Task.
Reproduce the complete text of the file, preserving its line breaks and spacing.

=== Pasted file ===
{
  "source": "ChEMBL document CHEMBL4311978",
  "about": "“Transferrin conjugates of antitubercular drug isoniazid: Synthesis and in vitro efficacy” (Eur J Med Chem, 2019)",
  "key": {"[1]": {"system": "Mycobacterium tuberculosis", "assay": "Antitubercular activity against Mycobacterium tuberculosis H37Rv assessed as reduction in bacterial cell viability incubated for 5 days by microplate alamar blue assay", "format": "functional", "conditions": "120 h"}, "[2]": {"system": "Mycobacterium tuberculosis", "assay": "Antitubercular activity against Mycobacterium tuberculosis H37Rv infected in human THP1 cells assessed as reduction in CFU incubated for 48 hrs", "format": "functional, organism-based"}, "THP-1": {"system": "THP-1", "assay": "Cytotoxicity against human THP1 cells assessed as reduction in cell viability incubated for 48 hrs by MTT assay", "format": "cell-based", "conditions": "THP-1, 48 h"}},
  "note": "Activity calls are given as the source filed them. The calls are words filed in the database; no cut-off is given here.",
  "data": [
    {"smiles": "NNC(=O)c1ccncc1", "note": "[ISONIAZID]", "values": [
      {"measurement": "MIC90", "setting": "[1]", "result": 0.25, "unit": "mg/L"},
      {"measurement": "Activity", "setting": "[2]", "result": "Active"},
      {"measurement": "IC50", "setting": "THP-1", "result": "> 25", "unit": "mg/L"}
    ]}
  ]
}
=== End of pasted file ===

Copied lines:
{
  "source": "ChEMBL document CHEMBL4311978",
  "about": "“Transferrin conjugates of antitubercular drug isoniazid: Synthesis and in vitro efficacy” (Eur J Med Chem, 2019)",
  "key": {"[1]": {"system": "Mycobacterium tuberculosis", "assay": "Antitubercular activity against Mycobacterium tuberculosis H37Rv assessed as reduction in bacterial cell viability incubated for 5 days by microplate alamar blue assay", "format": "functional", "conditions": "120 h"}, "[2]": {"system": "Mycobacterium tuberculosis", "assay": "Antitubercular activity against Mycobacterium tuberculosis H37Rv infected in human THP1 cells assessed as reduction in CFU incubated for 48 hrs", "format": "functional, organism-based"}, "THP-1": {"system": "THP-1", "assay": "Cytotoxicity against human THP1 cells assessed as reduction in cell viability incubated for 48 hrs by MTT assay", "format": "cell-based", "conditions": "THP-1, 48 h"}},
  "note": "Activity calls are given as the source filed them. The calls are words filed in the database; no cut-off is given here.",
  "data": [
    {"smiles": "NNC(=O)c1ccncc1", "note": "[ISONIAZID]", "values": [
      {"measurement": "MIC90", "setting": "[1]", "result": 0.25, "unit": "mg/L"},
      {"measurement": "Activity", "setting": "[2]", "result": "Active"},
      {"measurement": "IC50", "setting": "THP-1", "result": "> 25", "unit": "mg/L"}
    ]}
  ]
}